The whole of the first week was taken up by the tournament, the second week we travelled on by Bullet train onto Kyoto and Hiroshima for sightseeing with several of our parents. Kyoto is a fantastic place with many Temples, Shrines, shops and is a really interesting place. Hiroshima again is a really important place to visit, and was a really moving experience visiting the peace park and the Memorial museum. 
we also went to a Baseball game, the number one sport in Japan to see the Hiroshima Toya carp versus the Yomuiri Giants from Tokyo. We sat with the away fans, singing songs with the Japanese, the stadium, atmosphere was superb, again a highlight of the trip.
A strange thing happened in Kyoto, i walked into a jazz bar and a guy kept staring at me, i asked him if he was ok, and he said my name "Steve" I said "what", he then said Sensei, he was a student Ravi Pachchigar who i hadn't seen for around 15 years ago from my classes in Walsall. He was travelling round the world with his new wife. It was great to see them both, but what are the odds on that happening. The World really is a small place.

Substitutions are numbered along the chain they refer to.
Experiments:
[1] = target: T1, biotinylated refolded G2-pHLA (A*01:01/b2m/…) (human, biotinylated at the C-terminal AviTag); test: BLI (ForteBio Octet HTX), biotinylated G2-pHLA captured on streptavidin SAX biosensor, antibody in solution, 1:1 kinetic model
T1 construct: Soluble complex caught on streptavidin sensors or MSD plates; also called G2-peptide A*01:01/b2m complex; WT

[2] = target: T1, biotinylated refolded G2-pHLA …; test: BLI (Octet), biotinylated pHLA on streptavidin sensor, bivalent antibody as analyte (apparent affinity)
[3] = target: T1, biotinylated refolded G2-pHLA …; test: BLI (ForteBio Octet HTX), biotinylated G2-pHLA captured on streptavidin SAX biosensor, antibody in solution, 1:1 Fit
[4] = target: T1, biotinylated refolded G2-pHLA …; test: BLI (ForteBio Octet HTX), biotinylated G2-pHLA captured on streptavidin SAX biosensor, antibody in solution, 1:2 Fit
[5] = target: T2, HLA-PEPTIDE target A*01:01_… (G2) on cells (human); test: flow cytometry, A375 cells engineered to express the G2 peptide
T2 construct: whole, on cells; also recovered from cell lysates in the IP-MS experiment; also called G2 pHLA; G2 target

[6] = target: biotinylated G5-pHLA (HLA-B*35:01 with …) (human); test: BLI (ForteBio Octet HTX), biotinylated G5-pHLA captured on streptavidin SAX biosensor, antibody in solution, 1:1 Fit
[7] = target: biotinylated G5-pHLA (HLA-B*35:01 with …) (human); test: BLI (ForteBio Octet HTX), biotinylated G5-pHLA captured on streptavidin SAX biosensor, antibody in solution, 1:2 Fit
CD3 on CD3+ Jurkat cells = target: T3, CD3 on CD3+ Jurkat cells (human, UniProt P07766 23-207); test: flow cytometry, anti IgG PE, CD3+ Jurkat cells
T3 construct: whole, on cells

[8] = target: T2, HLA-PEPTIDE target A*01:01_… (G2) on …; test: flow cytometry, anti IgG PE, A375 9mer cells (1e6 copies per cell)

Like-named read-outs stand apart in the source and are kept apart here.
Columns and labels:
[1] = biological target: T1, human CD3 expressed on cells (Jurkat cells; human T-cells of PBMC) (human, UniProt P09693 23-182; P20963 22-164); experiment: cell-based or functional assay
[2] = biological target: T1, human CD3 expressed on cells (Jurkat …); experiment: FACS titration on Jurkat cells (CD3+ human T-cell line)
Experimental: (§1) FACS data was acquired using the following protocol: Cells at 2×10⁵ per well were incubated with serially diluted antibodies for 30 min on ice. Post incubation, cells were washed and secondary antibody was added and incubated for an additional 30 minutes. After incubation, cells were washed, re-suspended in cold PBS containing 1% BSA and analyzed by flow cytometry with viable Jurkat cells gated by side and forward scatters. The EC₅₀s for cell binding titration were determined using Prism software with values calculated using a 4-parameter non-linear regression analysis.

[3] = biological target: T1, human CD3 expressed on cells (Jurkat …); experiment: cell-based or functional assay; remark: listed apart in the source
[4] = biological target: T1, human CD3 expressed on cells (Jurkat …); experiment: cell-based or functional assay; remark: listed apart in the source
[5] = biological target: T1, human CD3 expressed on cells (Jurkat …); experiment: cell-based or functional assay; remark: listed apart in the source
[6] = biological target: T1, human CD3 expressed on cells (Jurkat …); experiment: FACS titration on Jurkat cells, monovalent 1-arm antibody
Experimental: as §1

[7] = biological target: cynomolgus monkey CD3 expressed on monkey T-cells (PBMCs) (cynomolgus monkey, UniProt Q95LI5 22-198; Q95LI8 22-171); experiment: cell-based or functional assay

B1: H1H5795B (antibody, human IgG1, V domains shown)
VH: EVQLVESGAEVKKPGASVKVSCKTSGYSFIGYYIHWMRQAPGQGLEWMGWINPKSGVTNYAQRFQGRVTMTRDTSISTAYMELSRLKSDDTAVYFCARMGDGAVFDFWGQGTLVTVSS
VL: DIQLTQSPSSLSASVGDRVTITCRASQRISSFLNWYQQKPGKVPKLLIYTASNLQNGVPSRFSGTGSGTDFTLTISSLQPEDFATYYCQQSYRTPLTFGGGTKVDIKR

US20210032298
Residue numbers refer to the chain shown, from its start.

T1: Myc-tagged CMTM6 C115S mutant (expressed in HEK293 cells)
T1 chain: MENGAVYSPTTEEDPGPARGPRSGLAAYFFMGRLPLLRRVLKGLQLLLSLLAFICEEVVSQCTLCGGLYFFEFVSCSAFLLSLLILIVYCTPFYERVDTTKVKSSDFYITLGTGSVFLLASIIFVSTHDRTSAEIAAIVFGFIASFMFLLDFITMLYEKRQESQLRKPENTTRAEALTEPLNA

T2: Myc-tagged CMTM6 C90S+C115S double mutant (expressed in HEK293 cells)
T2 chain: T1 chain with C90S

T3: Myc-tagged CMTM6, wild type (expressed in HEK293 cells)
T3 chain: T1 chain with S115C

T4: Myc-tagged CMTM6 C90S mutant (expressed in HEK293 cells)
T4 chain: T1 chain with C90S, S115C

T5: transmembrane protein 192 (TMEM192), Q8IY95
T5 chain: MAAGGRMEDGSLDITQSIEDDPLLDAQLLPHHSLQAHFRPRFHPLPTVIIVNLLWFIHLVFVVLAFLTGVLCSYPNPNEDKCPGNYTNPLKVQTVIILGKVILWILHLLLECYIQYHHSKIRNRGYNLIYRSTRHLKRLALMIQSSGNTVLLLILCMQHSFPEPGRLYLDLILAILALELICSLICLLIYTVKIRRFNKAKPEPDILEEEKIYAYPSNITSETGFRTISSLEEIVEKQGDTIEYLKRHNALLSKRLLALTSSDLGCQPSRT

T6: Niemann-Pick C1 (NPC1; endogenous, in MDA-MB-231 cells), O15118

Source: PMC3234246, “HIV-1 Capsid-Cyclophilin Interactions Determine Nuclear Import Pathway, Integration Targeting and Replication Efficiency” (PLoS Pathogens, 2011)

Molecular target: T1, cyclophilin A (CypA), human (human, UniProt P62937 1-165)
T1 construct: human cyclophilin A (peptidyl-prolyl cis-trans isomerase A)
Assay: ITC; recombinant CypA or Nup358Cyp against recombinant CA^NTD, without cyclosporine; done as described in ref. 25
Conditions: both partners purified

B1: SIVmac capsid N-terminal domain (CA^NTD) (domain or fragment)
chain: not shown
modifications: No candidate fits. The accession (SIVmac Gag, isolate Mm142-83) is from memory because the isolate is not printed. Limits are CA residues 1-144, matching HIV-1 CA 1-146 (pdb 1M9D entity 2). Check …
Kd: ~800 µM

The Japanese were extremely courteous, polite and could not be more accommodating in the hotels, Temples etc. If you ever get the opportunity to visit Japan definitely go i guarantee you will have a fabulous time. 
Thank you to all of the parents who contributed towards the sponsorship, of the squad
Thank you to www.uknutrilabs.com who sponsored the squad
Thank you to the parents and students who made the whole trip such an enjoyable experience.
For pictures, videos of the trip go to our web site Kombatkids.com in the news section. for our Facebook page and our you tube channel featuring videos of the students competing. 

Sensei Steve Moore 5th Dan 

WKF English Karate Federation